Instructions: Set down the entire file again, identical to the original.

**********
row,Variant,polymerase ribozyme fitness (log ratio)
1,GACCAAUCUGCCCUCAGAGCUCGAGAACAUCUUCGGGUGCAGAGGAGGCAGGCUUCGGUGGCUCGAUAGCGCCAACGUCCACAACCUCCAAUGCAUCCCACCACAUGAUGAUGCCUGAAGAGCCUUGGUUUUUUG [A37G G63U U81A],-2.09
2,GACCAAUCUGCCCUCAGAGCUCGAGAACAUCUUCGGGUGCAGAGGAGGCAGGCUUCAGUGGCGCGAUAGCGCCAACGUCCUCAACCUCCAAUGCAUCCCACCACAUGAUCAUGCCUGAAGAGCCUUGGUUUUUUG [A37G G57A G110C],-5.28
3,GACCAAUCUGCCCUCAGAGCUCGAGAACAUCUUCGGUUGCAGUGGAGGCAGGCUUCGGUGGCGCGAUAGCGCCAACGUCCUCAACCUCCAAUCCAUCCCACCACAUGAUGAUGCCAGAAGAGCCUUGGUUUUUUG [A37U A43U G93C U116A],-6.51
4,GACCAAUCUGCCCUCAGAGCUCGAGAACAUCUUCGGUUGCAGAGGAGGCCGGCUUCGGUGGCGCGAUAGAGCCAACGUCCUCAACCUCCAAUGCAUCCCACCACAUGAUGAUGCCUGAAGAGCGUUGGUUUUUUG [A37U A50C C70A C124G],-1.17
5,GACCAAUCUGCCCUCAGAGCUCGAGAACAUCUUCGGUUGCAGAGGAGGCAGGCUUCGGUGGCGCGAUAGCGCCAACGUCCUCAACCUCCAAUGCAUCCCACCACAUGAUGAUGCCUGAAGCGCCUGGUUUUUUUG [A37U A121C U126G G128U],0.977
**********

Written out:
row,Variant,polymerase ribozyme fitness (log ratio)
1,GACCAAUCUGCCCUCAGAGCUCGAGAACAUCUUCGGGUGCAGAGGAGGCAGGCUUCGGUGGCUCGAUAGCGCCAACGUCCACAACCUCCAAUGCAUCCCACCACAUGAUGAUGCCUGAAGAGCCUUGGUUUUUUG [A37G G63U U81A],-2.09
2,GACCAAUCUGCCCUCAGAGCUCGAGAACAUCUUCGGGUGCAGAGGAGGCAGGCUUCAGUGGCGCGAUAGCGCCAACGUCCUCAACCUCCAAUGCAUCCCACCACAUGAUCAUGCCUGAAGAGCCUUGGUUUUUUG [A37G G57A G110C],-5.28
3,GACCAAUCUGCCCUCAGAGCUCGAGAACAUCUUCGGUUGCAGUGGAGGCAGGCUUCGGUGGCGCGAUAGCGCCAACGUCCUCAACCUCCAAUCCAUCCCACCACAUGAUGAUGCCAGAAGAGCCUUGGUUUUUUG [A37U A43U G93C U116A],-6.51
4,GACCAAUCUGCCCUCAGAGCUCGAGAACAUCUUCGGUUGCAGAGGAGGCCGGCUUCGGUGGCGCGAUAGAGCCAACGUCCUCAACCUCCAAUGCAUCCCACCACAUGAUGAUGCCUGAAGAGCGUUGGUUUUUUG [A37U A50C C70A C124G],-1.17
5,GACCAAUCUGCCCUCAGAGCUCGAGAACAUCUUCGGUUGCAGAGGAGGCAGGCUUCGGUGGCGCGAUAGCGCCAACGUCCUCAACCUCCAAUGCAUCCCACCACAUGAUGAUGCCUGAAGCGCCUGGUUUUUUUG [A37U A121C U126G G128U],0.977